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         (Central Standard Time CST)

    FREE but Virtual Seating Limited

Making Genomics Relevant to ALL    
 
 

 

Virtual University of North Texas

Transdisciplinary Conference on Diversifying Genomic Research  

 

We are pleased to announce that REGISTRATION FOR THE NOVEMBER 20-21, 2020 VIRTUAL UNT TRANSDISCIPLINARY CONFERENCE ON DIVERSIFYING GENOMIC RESEARCH IS NOW OPEN (No fee but Register NOW as virtual seating is limited.).  This Inaugural Conference ushers in a series of 4 annual meetings on Transdisciplinary Ancestral Genomics Research Insights (TAGRI) proposed to help diversify the Reference Human Genome, demystify and address medical paradoxes in underrepresented populations.  Leaders will gather in the fields of ancestral genomics & genetics, biology, engineering, chemistry, physics, medicine, epidemiology, evolutionary history, bioinformatics, nutrition, advocacy, policy and other relevant fields to impact and share the benefits of new genomic research across ecological niches, to underrepresented populations. 

 

The November 2020 meeting will focus on those African-American health disparities that may be linked to  the translocation of an ethnic population's ancestral gene variants from their original ecological environment to the uniquely different ecology of the United States.  It will also introduce Professor Hilliard's Ancestral Genomics (AG) Theoretical Equation as a framework for beginning to unravel what are often referred to as "paradoxes" in the medical literature, solely because they lie outside the parameters of current European-based biological standards and values.  The applicability of the AG Theoretical Equation and other new theoretical models will also be explored in robust discussions, offering innovative insights into six disease susceptibilities in  non-immigrant African-Americans of slave descent: Hypertension, Kidney failure, Metastatic Prostate Cancer, Triple Negative Breast Cancer, Type II Diabetes and Obesity. Discussions will introduce empirical testing of the Hilliard AG Theoretical Equation and other models that may contribute closing the Health Disparities gap across ecological niche populations.

 

The upcoming forum will set the stage for educating our TAGRI community on industry standards and tools for ancestral genomic approaches. It will also bring together specialists from the National Institutes of Health, the National Science Foundation, National Library of Medicine, the Cooperative Human Tissue Network, the Food and Nutrition Board, Precision Medicine and the National Center for Biotechnology Information.  Workshops with suggested funding announcements will be set up to establish collaborations for future research directed at our goal of diminishing the one-size-fits-all approach to human genomics.  These sessions will also address a range of issues. including the authentication of ancestral cell lines, improved methods in bioinformatics data-gathering, ancestral adaptations to diverse nutritional environments, and effective methods for recruiting underrepresented populations to participate in medical studies.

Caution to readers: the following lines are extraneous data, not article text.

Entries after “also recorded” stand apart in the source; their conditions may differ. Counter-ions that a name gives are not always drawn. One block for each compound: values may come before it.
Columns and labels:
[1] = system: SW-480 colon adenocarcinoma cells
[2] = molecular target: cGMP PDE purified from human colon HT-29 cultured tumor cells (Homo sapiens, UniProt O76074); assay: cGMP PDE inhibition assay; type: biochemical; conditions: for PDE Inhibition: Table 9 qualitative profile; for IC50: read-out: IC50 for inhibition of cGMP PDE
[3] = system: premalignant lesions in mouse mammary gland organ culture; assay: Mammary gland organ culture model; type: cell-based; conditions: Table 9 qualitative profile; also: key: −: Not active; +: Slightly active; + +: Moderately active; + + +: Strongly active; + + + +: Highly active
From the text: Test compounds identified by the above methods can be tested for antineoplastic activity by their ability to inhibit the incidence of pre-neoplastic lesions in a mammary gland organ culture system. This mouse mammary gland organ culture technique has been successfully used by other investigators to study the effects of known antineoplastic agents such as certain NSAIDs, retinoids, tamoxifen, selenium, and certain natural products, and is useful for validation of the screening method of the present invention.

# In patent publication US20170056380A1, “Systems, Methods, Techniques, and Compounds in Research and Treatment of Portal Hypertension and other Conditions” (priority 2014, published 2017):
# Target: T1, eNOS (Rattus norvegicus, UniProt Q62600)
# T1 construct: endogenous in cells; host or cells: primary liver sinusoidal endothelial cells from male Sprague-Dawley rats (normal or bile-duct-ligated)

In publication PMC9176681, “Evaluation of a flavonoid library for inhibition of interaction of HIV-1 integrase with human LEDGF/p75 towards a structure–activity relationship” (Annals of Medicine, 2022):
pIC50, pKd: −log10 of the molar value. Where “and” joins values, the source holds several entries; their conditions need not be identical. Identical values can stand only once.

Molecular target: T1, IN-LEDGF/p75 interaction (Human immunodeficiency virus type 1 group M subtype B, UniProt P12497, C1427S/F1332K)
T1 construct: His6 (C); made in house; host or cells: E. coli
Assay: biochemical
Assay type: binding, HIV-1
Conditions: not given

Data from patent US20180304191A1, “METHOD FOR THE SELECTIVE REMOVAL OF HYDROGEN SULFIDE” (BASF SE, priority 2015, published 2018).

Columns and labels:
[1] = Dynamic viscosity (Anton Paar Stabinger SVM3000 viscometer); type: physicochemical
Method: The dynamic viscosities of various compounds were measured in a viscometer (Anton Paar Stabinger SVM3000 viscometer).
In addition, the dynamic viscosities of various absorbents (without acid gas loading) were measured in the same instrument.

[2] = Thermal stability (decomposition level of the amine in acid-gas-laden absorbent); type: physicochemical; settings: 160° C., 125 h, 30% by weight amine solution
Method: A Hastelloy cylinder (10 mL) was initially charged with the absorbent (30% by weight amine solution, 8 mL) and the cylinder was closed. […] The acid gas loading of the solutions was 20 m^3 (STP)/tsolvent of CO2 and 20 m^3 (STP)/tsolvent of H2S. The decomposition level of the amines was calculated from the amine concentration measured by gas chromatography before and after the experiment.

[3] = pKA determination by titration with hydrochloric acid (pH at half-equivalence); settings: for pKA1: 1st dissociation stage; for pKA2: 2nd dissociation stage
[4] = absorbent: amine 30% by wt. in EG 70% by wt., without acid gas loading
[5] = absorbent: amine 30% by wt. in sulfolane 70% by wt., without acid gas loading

Future TAGRI Conferences will continue to derive and test innovative concepts and methodologies to elucidate the role of ancestral genomics and disease susceptibilities in global demographic populations as a way of stratifying the Reference Human Genome in order to achieve greater diversity.  The goal is to provide improved, quality healthcare across genomic/ecological niche populations.  Watch for the 

  • 2021, Second Annual TAGRI Conference: Investigating Medical Paradoxes in Latino/Hispanic and Native Americans to be held in El Paso, Texas and hosted by Texas Tech University Health Science Center.

  • 2022, Third Annual TAGRI Conference: Investigating Cancer Medical Paradoxes in global populations, location to be determined.

  • 2023, Fourth Annual TAGRI Conference: focus on the Agency for Healthcare Research and Quality (AHRQ), quality maintenance, disease prevention and healthcare intervention, location to be determined.

JOIN US IN WORKING TO MAKE GENOMICS MORE RELEVANT TO ALL

  • INVESTIGATE new, inclusive approaches to Genomics Research approaches to diversify the current Reference Human Genome in ways that are globally inclusive of  Underrepresented  Populations. 

  • ACQUIRE leading-edge and gold-standard methodological tools in Virtual Workshops , led by experts from  Federal Agencies, Industry, Universities, Policy and Advocacy Organizations, Hospitals and Clinics.